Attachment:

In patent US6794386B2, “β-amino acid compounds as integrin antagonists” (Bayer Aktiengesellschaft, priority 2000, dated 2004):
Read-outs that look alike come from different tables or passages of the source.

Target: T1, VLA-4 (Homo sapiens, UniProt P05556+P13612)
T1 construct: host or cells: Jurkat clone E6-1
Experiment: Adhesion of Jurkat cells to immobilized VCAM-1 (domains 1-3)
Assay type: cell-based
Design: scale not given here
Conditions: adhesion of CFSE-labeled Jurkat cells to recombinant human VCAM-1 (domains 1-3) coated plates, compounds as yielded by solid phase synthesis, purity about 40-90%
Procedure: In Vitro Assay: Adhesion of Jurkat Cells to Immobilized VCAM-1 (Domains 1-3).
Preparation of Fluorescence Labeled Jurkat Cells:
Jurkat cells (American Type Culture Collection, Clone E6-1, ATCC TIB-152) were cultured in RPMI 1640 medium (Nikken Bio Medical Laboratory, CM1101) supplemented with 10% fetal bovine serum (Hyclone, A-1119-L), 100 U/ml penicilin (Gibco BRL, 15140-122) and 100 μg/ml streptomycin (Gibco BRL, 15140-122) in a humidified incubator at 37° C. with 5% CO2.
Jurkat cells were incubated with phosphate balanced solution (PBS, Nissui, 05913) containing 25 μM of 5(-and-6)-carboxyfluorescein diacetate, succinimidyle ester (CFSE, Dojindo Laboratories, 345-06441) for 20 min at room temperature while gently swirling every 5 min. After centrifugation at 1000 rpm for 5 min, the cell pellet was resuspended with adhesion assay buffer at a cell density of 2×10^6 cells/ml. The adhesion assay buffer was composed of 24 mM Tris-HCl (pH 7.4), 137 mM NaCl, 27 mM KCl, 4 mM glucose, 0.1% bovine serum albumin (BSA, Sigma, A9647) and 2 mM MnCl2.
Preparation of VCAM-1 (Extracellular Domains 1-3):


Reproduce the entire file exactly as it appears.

In patent US6794386B2, “β-amino acid compounds as integrin antagonists” (Bayer Aktiengesellschaft, priority 2000, dated 2004):
Read-outs that look alike come from different tables or passages of the source.

Target: T1, VLA-4 (Homo sapiens, UniProt P05556+P13612)
T1 construct: host or cells: Jurkat clone E6-1
Experiment: Adhesion of Jurkat cells to immobilized VCAM-1 (domains 1-3)
Assay type: cell-based
Design: scale not given here
Conditions: adhesion of CFSE-labeled Jurkat cells to recombinant human VCAM-1 (domains 1-3) coated plates, compounds as yielded by solid phase synthesis, purity about 40-90%
Procedure: In Vitro Assay: Adhesion of Jurkat Cells to Immobilized VCAM-1 (Domains 1-3).
Preparation of Fluorescence Labeled Jurkat Cells:
Jurkat cells (American Type Culture Collection, Clone E6-1, ATCC TIB-152) were cultured in RPMI 1640 medium (Nikken Bio Medical Laboratory, CM1101) supplemented with 10% fetal bovine serum (Hyclone, A-1119-L), 100 U/ml penicilin (Gibco BRL, 15140-122) and 100 μg/ml streptomycin (Gibco BRL, 15140-122) in a humidified incubator at 37° C. with 5% CO2.
Jurkat cells were incubated with phosphate balanced solution (PBS, Nissui, 05913) containing 25 μM of 5(-and-6)-carboxyfluorescein diacetate, succinimidyle ester (CFSE, Dojindo Laboratories, 345-06441) for 20 min at room temperature while gently swirling every 5 min. After centrifugation at 1000 rpm for 5 min, the cell pellet was resuspended with adhesion assay buffer at a cell density of 2×10^6 cells/ml. The adhesion assay buffer was composed of 24 mM Tris-HCl (pH 7.4), 137 mM NaCl, 27 mM KCl, 4 mM glucose, 0.1% bovine serum albumin (BSA, Sigma, A9647) and 2 mM MnCl2.
Preparation of VCAM-1 (Extracellular Domains 1-3):